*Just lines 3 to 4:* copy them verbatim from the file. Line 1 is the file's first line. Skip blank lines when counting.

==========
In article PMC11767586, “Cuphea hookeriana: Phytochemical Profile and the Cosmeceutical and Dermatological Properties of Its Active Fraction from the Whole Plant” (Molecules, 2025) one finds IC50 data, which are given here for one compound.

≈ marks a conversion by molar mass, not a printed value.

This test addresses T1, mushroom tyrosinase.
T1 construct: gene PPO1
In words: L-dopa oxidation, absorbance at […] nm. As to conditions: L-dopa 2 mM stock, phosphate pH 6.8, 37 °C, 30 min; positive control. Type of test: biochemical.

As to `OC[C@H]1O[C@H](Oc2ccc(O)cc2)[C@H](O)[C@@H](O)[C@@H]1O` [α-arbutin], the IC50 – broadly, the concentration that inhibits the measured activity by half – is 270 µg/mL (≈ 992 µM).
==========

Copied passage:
This test addresses T1, mushroom tyrosinase.
T1 construct: gene PPO1